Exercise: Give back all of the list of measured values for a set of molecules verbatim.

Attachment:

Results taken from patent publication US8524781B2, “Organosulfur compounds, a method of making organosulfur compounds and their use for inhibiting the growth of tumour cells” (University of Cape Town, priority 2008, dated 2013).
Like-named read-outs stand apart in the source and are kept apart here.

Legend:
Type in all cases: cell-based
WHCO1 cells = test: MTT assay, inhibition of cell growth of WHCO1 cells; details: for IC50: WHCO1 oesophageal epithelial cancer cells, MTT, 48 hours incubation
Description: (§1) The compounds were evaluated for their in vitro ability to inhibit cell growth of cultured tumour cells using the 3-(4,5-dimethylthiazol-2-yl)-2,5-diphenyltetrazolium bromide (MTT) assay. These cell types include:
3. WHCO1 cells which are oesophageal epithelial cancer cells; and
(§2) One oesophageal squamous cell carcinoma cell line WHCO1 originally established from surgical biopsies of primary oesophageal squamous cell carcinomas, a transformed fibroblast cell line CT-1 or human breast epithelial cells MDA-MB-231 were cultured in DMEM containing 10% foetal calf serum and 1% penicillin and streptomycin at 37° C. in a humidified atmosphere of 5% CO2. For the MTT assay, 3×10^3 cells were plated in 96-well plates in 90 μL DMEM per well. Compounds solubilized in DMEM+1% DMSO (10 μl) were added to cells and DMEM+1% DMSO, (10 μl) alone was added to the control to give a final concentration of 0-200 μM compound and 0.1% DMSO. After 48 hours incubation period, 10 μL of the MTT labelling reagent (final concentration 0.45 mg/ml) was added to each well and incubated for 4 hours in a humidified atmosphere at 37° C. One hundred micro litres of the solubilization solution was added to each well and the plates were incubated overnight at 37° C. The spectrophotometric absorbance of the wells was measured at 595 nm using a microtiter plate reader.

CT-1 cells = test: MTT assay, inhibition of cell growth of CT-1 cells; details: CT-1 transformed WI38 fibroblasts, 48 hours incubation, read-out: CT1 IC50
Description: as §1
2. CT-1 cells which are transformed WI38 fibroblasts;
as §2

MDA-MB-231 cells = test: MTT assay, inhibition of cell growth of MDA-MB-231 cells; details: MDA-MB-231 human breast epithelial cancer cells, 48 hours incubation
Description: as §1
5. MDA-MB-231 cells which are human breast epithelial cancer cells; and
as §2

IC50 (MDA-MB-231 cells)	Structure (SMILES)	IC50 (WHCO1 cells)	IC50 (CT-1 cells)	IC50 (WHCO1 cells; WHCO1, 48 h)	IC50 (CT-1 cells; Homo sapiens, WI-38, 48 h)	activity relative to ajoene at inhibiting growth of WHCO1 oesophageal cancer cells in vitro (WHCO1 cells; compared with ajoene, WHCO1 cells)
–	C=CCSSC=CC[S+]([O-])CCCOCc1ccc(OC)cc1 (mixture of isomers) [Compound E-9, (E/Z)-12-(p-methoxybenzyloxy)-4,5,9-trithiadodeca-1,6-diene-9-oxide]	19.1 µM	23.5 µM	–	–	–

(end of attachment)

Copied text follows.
Results taken from patent publication US8524781B2, “Organosulfur compounds, a method of making organosulfur compounds and their use for inhibiting the growth of tumour cells” (University of Cape Town, priority 2008, dated 2013).
Like-named read-outs stand apart in the source and are kept apart here.

Legend:
Type in all cases: cell-based
WHCO1 cells = test: MTT assay, inhibition of cell growth of WHCO1 cells; details: for IC50: WHCO1 oesophageal epithelial cancer cells, MTT, 48 hours incubation
Description: (§1) The compounds were evaluated for their in vitro ability to inhibit cell growth of cultured tumour cells using the 3-(4,5-dimethylthiazol-2-yl)-2,5-diphenyltetrazolium bromide (MTT) assay. These cell types include:
3. WHCO1 cells which are oesophageal epithelial cancer cells; and
(§2) One oesophageal squamous cell carcinoma cell line WHCO1 originally established from surgical biopsies of primary oesophageal squamous cell carcinomas, a transformed fibroblast cell line CT-1 or human breast epithelial cells MDA-MB-231 were cultured in DMEM containing 10% foetal calf serum and 1% penicillin and streptomycin at 37° C. in a humidified atmosphere of 5% CO2. For the MTT assay, 3×10^3 cells were plated in 96-well plates in 90 μL DMEM per well. Compounds solubilized in DMEM+1% DMSO (10 μl) were added to cells and DMEM+1% DMSO, (10 μl) alone was added to the control to give a final concentration of 0-200 μM compound and 0.1% DMSO. After 48 hours incubation period, 10 μL of the MTT labelling reagent (final concentration 0.45 mg/ml) was added to each well and incubated for 4 hours in a humidified atmosphere at 37° C. One hundred micro litres of the solubilization solution was added to each well and the plates were incubated overnight at 37° C. The spectrophotometric absorbance of the wells was measured at 595 nm using a microtiter plate reader.

CT-1 cells = test: MTT assay, inhibition of cell growth of CT-1 cells; details: CT-1 transformed WI38 fibroblasts, 48 hours incubation, read-out: CT1 IC50
Description: as §1
2. CT-1 cells which are transformed WI38 fibroblasts;
as §2

MDA-MB-231 cells = test: MTT assay, inhibition of cell growth of MDA-MB-231 cells; details: MDA-MB-231 human breast epithelial cancer cells, 48 hours incubation
Description: as §1
5. MDA-MB-231 cells which are human breast epithelial cancer cells; and
as §2

IC50 (MDA-MB-231 cells)	Structure (SMILES)	IC50 (WHCO1 cells)	IC50 (CT-1 cells)	IC50 (WHCO1 cells; WHCO1, 48 h)	IC50 (CT-1 cells; Homo sapiens, WI-38, 48 h)	activity relative to ajoene at inhibiting growth of WHCO1 oesophageal cancer cells in vitro (WHCO1 cells; compared with ajoene, WHCO1 cells)
–	C=CCSSC=CC[S+]([O-])CCCOCc1ccc(OC)cc1 (mixture of isomers) [Compound E-9, (E/Z)-12-(p-methoxybenzyloxy)-4,5,9-trithiadodeca-1,6-diene-9-oxide]	19.1 µM	23.5 µM	–	–	–